There’s an amusing little byplay on the blogospheric right this morning about some comments made by Obama yesterday. Speaking in Georgia (on a totally different topic), the subject of bilingualism came up (courtesy of Salon):
You know, I don’t understand when people are going around worrying about, “We need to have English- only.” They want to pass a law, “We want English-only.”
Now, I agree that immigrants should learn English. I agree with that. But understand this. Instead of worrying about whether immigrants can learn English — they’ll learn English — you need to make sure your child can speak Spanish. You should be thinking about, how can your child become bilingual? We should have every child speaking more than one language.
You know, it’s embarrassing when Europeans come over here, they all speak English, they speak French, they speak German. And then we go over to Europe, and all we can say [is], “Merci beaucoup.” Right?
You know, no, I’m serious about this. We should understand that our young people, if you have a foreign language, that is a powerful tool to get ajob. You are so much more employable. You can be part of international business. So we should be emphasizing foreign languages in our schools from an early age, because children will actually learn a foreign language easier when they’re 5, or 6, or 7 than when they’re 46, like me.
I should probably mention from the get-go that Polimom was exceedingly lucky. I started French in the 2nd grade (when my parents put me into a private school), and was introduced to Russian in the 5th grade. Had I stayed in that school, I would have begun Latin in the 7th (which would have continued through graduation).
Instead, we moved and I transferred into the public school system, where I took Spanish in high school, and again in college, where my roommate was from Honduras. By the time I joined the Army, I was comfortable in 3 languages, rough in several others (but not afraid to try), and utterly at ease in a linguistic environment. So the Army decided I could serve best by learning Arabic.
All of which is to say that I get the topic of multilingualism at a profound, and personal, level.
Furthermore, I can tell you that Obama is absolutely right — particularly for Americans competing for jobs in our own market, let alone against global competition.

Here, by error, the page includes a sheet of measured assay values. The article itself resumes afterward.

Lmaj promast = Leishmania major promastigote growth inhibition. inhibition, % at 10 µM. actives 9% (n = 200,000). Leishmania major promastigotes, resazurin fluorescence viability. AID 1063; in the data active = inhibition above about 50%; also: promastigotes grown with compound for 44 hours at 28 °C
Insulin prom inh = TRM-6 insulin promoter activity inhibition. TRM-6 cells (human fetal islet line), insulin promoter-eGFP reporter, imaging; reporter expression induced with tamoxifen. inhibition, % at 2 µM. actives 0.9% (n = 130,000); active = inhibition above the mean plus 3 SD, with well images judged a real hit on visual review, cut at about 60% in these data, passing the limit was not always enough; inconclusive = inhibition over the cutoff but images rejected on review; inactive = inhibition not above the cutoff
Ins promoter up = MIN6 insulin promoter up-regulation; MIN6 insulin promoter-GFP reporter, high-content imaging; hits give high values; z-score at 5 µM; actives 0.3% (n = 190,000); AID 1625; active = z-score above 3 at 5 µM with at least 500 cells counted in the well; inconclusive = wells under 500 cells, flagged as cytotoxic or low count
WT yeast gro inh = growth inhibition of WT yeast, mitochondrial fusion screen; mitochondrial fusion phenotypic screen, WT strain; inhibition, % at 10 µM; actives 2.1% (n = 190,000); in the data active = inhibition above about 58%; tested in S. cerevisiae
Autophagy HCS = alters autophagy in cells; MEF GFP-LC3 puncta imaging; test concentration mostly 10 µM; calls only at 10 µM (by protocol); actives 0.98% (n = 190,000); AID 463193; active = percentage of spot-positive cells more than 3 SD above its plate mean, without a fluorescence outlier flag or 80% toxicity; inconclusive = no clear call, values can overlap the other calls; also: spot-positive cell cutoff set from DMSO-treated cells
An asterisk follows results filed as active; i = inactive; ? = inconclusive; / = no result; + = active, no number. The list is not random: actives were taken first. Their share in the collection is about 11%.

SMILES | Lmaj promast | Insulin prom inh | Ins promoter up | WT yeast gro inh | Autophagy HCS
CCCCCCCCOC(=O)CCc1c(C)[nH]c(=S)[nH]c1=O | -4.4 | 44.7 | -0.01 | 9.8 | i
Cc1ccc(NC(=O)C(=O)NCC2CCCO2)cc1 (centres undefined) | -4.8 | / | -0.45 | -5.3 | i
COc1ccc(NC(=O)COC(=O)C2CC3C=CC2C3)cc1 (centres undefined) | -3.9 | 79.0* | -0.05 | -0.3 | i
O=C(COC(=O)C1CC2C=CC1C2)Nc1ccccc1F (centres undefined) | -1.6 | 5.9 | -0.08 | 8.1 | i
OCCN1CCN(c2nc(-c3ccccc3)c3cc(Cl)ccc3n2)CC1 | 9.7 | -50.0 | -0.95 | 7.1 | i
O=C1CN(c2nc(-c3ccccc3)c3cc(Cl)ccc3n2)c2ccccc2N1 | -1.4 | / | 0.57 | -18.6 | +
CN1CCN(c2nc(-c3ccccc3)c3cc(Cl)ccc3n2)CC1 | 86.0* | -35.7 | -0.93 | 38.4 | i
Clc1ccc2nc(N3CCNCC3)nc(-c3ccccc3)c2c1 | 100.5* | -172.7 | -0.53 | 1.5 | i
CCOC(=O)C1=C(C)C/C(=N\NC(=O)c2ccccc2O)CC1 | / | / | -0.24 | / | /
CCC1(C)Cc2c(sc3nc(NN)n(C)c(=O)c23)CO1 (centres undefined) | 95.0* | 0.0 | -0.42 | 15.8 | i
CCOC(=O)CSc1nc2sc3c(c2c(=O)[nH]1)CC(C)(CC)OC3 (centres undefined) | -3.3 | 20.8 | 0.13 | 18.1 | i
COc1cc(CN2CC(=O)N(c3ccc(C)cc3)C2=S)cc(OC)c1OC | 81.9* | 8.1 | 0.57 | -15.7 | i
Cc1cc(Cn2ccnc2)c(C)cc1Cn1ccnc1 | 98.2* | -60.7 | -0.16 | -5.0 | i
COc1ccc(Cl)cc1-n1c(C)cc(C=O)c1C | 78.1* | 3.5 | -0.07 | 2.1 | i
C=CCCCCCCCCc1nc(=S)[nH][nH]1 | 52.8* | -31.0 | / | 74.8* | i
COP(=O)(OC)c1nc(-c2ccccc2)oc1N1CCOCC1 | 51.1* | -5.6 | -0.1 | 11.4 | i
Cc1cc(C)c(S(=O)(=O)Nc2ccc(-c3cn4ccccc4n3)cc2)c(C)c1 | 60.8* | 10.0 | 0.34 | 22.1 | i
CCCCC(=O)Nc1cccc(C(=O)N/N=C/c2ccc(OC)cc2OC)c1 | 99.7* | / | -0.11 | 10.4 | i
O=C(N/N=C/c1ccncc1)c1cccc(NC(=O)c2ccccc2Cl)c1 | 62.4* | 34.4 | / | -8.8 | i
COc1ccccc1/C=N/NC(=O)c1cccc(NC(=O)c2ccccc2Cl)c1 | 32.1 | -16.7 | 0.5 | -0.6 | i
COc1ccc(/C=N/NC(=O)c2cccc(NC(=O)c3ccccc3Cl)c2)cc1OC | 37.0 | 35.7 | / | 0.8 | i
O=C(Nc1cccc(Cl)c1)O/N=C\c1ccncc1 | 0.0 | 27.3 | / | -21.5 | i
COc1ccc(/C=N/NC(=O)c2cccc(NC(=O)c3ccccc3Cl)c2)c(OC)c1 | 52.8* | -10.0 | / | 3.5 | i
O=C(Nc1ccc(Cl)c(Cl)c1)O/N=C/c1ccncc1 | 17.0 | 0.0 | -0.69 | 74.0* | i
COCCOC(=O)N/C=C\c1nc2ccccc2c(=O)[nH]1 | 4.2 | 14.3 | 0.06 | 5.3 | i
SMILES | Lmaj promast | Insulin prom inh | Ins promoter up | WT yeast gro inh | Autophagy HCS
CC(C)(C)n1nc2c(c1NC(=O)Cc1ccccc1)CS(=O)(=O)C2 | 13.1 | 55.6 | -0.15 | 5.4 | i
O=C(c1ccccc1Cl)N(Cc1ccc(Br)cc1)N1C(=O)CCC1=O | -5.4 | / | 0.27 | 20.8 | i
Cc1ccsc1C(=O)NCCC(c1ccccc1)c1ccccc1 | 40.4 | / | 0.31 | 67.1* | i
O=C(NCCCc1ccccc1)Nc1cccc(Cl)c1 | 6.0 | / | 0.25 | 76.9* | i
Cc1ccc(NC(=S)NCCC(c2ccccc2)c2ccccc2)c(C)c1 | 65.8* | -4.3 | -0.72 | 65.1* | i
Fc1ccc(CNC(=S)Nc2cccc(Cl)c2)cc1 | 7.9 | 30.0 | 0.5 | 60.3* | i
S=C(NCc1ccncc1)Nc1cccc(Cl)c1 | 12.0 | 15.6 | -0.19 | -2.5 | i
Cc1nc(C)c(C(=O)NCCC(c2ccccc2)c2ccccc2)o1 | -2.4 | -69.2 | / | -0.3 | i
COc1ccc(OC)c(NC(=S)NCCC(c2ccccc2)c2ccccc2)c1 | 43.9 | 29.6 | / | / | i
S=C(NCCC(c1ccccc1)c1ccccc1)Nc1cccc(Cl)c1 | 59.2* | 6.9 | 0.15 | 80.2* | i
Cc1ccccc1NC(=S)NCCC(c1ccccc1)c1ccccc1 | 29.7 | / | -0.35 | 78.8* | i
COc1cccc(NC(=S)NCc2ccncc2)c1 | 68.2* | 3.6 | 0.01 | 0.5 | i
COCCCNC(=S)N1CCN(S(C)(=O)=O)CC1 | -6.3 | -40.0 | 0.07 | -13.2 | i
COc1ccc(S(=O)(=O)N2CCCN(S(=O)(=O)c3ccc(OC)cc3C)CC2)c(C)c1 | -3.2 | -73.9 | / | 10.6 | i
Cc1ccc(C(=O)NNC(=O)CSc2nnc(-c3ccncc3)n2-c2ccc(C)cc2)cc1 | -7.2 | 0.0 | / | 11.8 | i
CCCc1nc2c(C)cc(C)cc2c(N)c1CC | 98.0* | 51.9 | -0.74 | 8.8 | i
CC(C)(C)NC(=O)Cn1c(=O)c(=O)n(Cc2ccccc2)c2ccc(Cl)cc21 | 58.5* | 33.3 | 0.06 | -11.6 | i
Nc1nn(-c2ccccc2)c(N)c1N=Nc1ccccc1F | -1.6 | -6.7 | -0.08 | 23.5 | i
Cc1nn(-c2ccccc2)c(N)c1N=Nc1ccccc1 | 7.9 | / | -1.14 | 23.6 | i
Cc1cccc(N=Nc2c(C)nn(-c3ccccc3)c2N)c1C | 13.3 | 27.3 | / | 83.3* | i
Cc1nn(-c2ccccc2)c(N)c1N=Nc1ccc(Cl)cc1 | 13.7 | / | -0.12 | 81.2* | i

Because it’s a relatively rare skill, an American who has full mastery of English, and brings a second (or third) language into the equation, is an obvious asset. Unfortunately, the mastery of English is also a relatively rare skill — and that’s an absolute must before one can add other languages with proficiency.
What Obama’s exhorting here, though, is unlikely to be embraced, no matter how fundamentally correct. In fact, it will be twisted and spun, as always.
The sad truth is that Americans are notoriously provincial. Some of that is the natural by-product of living in a vast, somewhat isolated (geographically) country. Some of it is hubris. (“Why should we learn another language? They are all learning English!”) And some of it is xenophobia.
Some folks are reacting (oddly, imho) to the phrase about “instead of worrying about whether immigrants can learn English — they’ll learn English”. Ed Morrissey, for instance, (and others) derailed altogether on Obama’s suggestion of Spanish as a second language. (He also mentions French and German, but hey… whatever fits the narrative I guess.) Obama’s speaking directly to provincialism and xenophobia there, but that’s not going to be well received, even by people who understand the value of foreign language studies.
No, everybody who is worried about assimilation is not xenophobic, but if you’ve been following the “discussions” about illegal immigration, many people are. Denying that it’s so is to fluff over a real problem. Furthermore, that anger and “English only, dangit” are very tightly hand-clasped.
And so it goes.
There will be parents who will see the value, and will therefore enroll their kids in after-school language classes (as I’ve done with Adorable Child). Those lucky children will be able to absorb the progressively more in-depth studies, and take away something valuable. They’ll have additional skills on their resumes. More doors will open to them. They’ll have a better shot at a successful future.
And others will persist in deriding or downplaying the value of foreign languages… and will continue to miss the boat.
(Related post at The Moderate Voice, here.)
Added: Yes, people are seriously trying to make arguments that studying foreign languages is not a good idea. Amazing.